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NEW YORK (Reuters) - News Corp independent directors are fully behind Rupert Murdoch, a board member told Reuters on Monday, as his iron grip on his vast media empire came under question because of the hacking scandal that already has consumed his London newspaper company.
His son James Murdoch's position as chairman of British Sky Broadcasting was thrown into doubt on Monday after minority investors called for a corporate governance health check of its board. Added to this was increasing speculation that Rupert himself may step aside from the CEO role at News Corp while retaining the chairman's job as the company seeks to contain the crisis.
There has been talk for the past few days that Chase Carey could take over from Rupert Murdoch, and Bloomberg reported that there had been discussions on Monday by independent directors on whether to replace Murdoch. That was denied by a board member who said the independent directors are fully behind the 80-year-old Australian-born media magnate.
The board member and another person familiar with the company's plans also denied a Bloomberg report that suggested the board is considering replacing Murdoch depending on his performance before the British Parliament committee on Tuesday. The report said the News Corp board met on Monday to discuss replacing Murdoch but both people denied this.
"There was no meeting of independent directors. This board totally supports the top management. We're united behind him," the board member said.
The second person said the board has had a succession plan in place for some time and it regularly reevaluates those plans. "Suggestions that a plan is being accelerated or implemented are inaccurate," the person said.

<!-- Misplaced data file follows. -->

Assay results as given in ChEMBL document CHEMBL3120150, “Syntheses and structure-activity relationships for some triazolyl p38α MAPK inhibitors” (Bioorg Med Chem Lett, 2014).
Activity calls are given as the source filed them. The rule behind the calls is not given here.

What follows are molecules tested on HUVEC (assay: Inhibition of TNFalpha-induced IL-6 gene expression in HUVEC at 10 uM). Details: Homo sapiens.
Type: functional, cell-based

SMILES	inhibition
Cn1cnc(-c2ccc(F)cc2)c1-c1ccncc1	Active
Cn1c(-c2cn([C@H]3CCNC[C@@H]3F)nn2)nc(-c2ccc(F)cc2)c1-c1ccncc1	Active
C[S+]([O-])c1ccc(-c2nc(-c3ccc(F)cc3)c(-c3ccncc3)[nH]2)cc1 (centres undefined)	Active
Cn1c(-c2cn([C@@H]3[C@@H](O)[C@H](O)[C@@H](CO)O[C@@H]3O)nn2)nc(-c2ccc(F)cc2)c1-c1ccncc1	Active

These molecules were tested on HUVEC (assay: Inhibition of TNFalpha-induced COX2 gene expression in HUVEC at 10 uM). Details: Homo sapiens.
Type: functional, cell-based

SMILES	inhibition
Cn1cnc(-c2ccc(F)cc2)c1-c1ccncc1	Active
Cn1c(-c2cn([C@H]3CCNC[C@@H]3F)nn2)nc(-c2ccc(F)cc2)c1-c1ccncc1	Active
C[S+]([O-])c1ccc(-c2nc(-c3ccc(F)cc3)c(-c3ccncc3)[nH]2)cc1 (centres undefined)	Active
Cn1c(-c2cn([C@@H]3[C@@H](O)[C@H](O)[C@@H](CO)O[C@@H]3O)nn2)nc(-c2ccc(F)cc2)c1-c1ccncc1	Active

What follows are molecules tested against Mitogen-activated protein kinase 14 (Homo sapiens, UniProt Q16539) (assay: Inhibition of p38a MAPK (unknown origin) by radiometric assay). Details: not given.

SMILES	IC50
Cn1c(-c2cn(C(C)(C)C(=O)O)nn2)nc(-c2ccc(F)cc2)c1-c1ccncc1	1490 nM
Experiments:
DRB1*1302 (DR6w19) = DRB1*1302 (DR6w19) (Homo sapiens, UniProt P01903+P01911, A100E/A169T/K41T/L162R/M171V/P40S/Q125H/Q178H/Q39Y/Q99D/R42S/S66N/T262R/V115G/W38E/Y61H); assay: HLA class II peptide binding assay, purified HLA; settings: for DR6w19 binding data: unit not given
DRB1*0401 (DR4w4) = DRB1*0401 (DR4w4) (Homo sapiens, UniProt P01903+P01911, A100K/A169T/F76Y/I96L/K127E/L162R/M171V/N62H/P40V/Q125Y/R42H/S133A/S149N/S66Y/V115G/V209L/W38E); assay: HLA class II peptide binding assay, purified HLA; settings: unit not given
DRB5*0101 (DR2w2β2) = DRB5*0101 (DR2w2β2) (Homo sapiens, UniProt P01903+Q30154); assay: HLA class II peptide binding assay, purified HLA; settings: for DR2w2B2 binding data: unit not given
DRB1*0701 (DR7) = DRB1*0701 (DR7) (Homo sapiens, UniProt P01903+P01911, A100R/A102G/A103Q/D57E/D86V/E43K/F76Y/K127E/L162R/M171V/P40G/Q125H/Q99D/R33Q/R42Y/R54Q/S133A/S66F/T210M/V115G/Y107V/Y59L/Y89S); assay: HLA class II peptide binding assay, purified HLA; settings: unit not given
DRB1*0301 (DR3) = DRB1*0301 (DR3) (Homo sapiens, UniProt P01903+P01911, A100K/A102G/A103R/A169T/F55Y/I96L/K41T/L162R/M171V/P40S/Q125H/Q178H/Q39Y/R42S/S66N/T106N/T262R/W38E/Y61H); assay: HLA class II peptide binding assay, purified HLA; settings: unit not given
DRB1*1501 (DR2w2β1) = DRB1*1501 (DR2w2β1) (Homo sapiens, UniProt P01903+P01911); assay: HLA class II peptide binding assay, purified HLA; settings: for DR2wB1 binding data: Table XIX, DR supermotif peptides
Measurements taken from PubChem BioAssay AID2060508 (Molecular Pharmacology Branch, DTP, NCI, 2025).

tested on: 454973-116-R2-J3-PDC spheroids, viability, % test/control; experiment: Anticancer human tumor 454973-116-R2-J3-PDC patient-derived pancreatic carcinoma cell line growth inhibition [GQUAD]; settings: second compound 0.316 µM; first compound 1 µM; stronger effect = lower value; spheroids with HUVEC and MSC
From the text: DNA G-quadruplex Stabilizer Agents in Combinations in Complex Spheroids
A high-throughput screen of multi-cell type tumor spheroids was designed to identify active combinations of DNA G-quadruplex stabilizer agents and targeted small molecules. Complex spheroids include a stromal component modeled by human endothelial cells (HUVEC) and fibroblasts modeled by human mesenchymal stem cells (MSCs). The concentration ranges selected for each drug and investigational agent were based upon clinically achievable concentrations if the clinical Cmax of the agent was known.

Carey, a 23-year News Corp veteran and long-time lieutenant of Rupert Murdoch, is favored by investors in the United States to take control of the business if Murdoch, 80, stands down.
Until a phone hacking scandal at News Corp's UK papers started escalating over the past three weeks, James Murdoch, who is deputy chief operating officer, had been seen as his father's successor.
The growing uncertainty around News Corp and its future has hurt its share price and the company had lost more than $6 billion in market capitalization value since the UK phone hacking issue erupted on July 4.
But signs that investors might starting to recover a little confidence in the company after dropping more than 17 percent in the US.
The stock rose 2.8 percent in mid morning trade in Australia after rising as much as 3.7 percent earlier.
"I think they're doing everything they can to try and dampen this situation down, said Burrell & Co dealer, Jamie Elgar.
"But looking at the press in the UK, this scandal is not dying down at all"
Reuters is a competitor of Dow Jones Newswires, the financial news agency that News Corp acquired along with the Wall Street Journal in 2007.
Reporting by Yinka Adegoke, additional reporting by Megan Davies; Editing by Gary Hill